As promised, this third installation features traditional tribal jewelry. All three of these beautiful pieces were gifts from my dear friend Helen, who first taught me how to dance!
This style of jewelry, made from a silver-tone metal and adorned with bits of glass, plastic and sometimes lapis or other stones, is usually called Kuchi, after an Afghani tribe. It's very popular with tribal dancers, as it gives a very authentic look for a very low price (I've purchased belts of this style for as low as $25). It's also easy to get small pendants and other bits and use them to adorn bras, turbans and more, creating a unified look for your entire costume.
The above necklace is my favorite of my kuchi pieces. Though I'm not a big red-and-blue person, I love the super-long chains. When worn like a choker, the chains still stretch down to my cleavage. I am worried that I'll have to replace the red thread, though, and I might make it a little less authentic by using some SoftFlex so it will be strong and I won't have to worry about any strands breaking while I dance.
This large piece is really too big to be a pendant, and I still haven't decided exactly what I'll do with it. If I had two, I'd make a pseudo-Persian warrior queen bra. I've tried wearing it as a belt adornment with my yarn fringe belt, and while it looked awesome, as soon as I started walking, the fringes tied themselves around the chains. I should probably either use it to adorn a non-fringed belt, make it a bun cover for my hair, or decorate a turban with it.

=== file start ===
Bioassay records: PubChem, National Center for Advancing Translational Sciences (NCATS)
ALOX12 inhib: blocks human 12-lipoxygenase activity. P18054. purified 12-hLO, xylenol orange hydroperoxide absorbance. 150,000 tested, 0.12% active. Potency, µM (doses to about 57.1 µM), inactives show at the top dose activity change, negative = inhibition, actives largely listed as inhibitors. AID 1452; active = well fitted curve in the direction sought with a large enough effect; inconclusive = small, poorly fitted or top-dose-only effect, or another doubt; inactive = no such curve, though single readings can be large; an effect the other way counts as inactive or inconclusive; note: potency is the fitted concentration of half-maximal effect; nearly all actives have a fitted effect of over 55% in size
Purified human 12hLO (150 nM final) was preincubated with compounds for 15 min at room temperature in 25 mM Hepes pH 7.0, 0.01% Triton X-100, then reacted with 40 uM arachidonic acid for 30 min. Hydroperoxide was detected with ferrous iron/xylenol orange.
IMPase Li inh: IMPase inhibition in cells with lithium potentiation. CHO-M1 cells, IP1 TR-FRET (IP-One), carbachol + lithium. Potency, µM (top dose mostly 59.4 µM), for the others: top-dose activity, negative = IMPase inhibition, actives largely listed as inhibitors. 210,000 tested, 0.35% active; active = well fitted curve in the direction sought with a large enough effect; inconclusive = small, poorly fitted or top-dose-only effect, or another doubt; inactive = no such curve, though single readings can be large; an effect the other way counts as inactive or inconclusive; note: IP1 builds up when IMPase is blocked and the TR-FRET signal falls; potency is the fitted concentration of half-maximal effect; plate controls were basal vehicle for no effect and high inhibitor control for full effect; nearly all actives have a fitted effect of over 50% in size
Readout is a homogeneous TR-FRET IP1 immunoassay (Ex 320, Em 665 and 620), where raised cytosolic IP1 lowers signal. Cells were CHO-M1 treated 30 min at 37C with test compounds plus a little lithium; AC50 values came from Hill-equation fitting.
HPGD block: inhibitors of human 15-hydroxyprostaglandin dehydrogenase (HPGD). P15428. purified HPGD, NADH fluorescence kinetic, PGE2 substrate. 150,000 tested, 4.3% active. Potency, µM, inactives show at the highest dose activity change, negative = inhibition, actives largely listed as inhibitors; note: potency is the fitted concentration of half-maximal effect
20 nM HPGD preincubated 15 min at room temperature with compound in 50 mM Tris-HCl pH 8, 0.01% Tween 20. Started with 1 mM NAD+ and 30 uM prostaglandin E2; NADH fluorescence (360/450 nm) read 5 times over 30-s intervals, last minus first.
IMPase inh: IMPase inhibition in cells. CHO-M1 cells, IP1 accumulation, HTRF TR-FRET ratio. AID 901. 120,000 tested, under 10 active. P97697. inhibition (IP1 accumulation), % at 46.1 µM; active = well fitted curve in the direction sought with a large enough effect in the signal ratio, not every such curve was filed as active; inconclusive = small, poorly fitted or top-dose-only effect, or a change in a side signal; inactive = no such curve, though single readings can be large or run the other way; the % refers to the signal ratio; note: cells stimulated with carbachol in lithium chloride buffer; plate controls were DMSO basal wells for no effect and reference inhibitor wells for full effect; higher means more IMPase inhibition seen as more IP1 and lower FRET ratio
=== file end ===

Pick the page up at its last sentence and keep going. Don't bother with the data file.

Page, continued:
This necklace lost a drop some time ago. I was going to move the central drop over and put something else in the center, but I've come up with a much more exciting plan. Just wait until you see the revamped necklace! So far, I've only had time to polish it up a bit, but today I'll really start to work on upcycling this damaged treasure.
07/09/09: Edited to add that it's more of a treasure than I thought. While removing the drops today, I found that what I thought was a decorative pattern on the back of the central drop is actually a Taxco Sterling stamp from somewhere between 1955 and the 1970s. Not sure about the upcycling now, since it's vintage. More updates as they happen.
I had an awesome necklace with lapis and plastic dangles with lots of chains and jinglies, but I foolishly forgot to photograph it before giving it to another friend. So instead, I'll offer you a link to TribalSouk, for all the tribal eye-candy you can handle!